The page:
Recently I was thinking about the concept of culture again, and I think I had an insight into why it's been so troubling for anthropologists. I think there is a confusion between two very different ways of thinking about culture - the holistic and the particular. We want to be a holistic discipline, and some definitions of culture reinforce that - think of Morgan's definition as "that complex whole which includes...." or Leslie White's definition as "man's extrasomatic means of adaptation." These are all fine, but then there are other definitons which indicated that culture is just one part of a system among many other parts - politics, economics, society, etc. This is the case whenever we talk about cultural factors influencing outcomes, as these cultural factors conflict with various policies. It is also the case with cognitive theories of culture, and many other approaches to measuring culture.
The problem, I think, is that these two approaches to culture get used interchangeably and are often confused with one another. When you say that something is cultural, to I take you to mean that it is reflective of a whole system or do I take you to mean that it is one factor among many in a larger complex system? There's often no way to tell unless you spell it out explicitly. But it cannot be both. If culture is a complex whole, then it subsumes economics and politics. If it's a part, then politics and economics are external to it. (I suppose Levi Bryant's strange mereology could explain this, but I'm not sure I buy into that yet).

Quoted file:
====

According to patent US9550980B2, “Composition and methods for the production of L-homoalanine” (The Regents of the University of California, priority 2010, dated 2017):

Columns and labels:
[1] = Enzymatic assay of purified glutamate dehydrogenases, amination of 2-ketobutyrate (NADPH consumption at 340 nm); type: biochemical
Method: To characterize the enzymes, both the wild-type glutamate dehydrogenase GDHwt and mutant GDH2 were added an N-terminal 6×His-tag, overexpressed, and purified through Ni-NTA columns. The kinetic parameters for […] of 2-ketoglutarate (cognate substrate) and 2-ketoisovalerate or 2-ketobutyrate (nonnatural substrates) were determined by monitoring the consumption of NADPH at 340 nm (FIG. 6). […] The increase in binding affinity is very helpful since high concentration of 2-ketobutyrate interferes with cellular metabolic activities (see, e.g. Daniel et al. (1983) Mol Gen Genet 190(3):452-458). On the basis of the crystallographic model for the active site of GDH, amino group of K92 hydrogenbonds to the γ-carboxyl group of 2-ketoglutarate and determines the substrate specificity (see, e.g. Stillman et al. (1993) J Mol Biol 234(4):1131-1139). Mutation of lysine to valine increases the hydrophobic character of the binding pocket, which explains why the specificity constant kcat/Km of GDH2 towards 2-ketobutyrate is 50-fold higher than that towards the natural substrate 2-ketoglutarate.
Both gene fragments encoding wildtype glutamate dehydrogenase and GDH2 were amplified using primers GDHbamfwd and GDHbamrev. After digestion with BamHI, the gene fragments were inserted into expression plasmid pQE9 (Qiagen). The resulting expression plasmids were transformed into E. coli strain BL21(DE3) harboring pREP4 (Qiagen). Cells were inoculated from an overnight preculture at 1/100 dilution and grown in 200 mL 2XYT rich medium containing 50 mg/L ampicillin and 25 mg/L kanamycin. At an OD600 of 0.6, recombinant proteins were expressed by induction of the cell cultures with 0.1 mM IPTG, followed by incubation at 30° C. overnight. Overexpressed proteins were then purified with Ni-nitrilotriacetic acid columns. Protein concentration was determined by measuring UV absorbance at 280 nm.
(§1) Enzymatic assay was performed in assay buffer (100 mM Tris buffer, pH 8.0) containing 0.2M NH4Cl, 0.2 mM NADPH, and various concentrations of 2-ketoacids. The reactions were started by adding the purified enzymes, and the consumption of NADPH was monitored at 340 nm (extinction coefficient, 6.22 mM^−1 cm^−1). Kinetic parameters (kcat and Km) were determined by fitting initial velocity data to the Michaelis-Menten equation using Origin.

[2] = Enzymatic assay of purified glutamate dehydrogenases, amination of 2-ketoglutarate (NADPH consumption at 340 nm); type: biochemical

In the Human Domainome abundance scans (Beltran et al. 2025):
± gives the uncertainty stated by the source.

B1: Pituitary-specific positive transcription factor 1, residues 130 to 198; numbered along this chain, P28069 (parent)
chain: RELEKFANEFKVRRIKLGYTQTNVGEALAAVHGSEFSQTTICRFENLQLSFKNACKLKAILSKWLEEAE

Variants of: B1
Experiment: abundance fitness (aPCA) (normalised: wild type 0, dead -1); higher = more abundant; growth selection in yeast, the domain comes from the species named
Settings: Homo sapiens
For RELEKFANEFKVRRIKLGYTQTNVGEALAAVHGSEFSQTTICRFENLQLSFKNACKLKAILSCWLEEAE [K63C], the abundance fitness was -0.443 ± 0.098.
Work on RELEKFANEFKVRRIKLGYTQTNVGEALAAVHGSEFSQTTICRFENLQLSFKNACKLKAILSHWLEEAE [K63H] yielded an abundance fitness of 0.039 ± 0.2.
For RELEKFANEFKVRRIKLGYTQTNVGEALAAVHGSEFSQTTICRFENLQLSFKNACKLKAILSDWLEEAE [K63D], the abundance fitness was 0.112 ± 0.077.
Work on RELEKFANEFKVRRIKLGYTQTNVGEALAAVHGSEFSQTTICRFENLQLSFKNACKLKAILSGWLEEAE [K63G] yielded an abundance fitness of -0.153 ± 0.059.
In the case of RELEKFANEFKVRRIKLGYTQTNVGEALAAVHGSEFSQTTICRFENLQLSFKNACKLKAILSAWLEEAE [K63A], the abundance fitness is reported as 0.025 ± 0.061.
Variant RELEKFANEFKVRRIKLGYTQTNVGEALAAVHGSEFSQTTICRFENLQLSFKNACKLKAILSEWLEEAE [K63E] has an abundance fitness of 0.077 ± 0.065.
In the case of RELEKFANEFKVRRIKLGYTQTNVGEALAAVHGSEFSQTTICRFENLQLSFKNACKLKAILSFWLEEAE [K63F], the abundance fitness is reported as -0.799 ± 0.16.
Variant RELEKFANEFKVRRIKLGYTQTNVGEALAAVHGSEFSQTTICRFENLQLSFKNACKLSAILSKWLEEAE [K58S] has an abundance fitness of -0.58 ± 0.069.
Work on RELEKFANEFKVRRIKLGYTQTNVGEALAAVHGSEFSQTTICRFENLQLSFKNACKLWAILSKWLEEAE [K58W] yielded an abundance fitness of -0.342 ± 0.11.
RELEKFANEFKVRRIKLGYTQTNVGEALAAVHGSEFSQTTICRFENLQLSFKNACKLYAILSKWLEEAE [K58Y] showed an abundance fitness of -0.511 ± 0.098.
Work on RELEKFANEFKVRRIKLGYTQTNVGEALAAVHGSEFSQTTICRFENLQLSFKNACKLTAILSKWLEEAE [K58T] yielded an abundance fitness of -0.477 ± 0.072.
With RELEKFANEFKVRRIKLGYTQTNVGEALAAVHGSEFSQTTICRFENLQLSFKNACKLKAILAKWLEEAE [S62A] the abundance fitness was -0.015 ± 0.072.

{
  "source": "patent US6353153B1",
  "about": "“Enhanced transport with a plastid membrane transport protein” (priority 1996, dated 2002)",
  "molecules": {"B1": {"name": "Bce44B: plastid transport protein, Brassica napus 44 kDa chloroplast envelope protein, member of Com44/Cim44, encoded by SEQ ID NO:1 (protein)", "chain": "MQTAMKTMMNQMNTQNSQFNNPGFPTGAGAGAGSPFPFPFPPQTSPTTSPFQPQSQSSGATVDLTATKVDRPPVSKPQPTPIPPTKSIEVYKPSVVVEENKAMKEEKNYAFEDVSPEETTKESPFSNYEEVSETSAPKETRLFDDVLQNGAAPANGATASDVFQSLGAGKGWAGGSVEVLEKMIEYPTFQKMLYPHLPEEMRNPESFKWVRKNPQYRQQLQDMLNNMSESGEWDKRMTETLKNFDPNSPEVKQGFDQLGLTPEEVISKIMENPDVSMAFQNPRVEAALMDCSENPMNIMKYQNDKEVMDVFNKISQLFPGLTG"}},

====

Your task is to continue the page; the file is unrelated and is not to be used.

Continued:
I suspect that these two concepts may map onto colonial discourse. When we talk about culture as a whole, what comes to mind are "primitive" groups whose lives are depicted as being subsumed by traditional (and irrational) beliefs and values. When we talk about ourselves, on the other hand, we tend to think of our political and economic institutions as having risen out of the culturl mire to a more rational form. Thus, culture in Western societies is one part among many.
Basically, I think we have to pick one or the other, stick with it no matter what group we're talking about, and be explicit about which definition we're using. I'm starting to think that the particular approach is the way to go. It's more practical, since it's very difficult, if not impossible, to know a whole system, and, as I've argued recently, there's not much you can do with a whole system even if you do know it. Instead, I'm thinking of culture as that which politics, society, and economics leaves out: a kind of foundational set of influences which interact with economics, politics, and society in complex ways - the reason none of them or even all of them taken together can ever be compete. Culture is why things don't go as expected when people enact legislation or change the economy - it is the confounding remainder.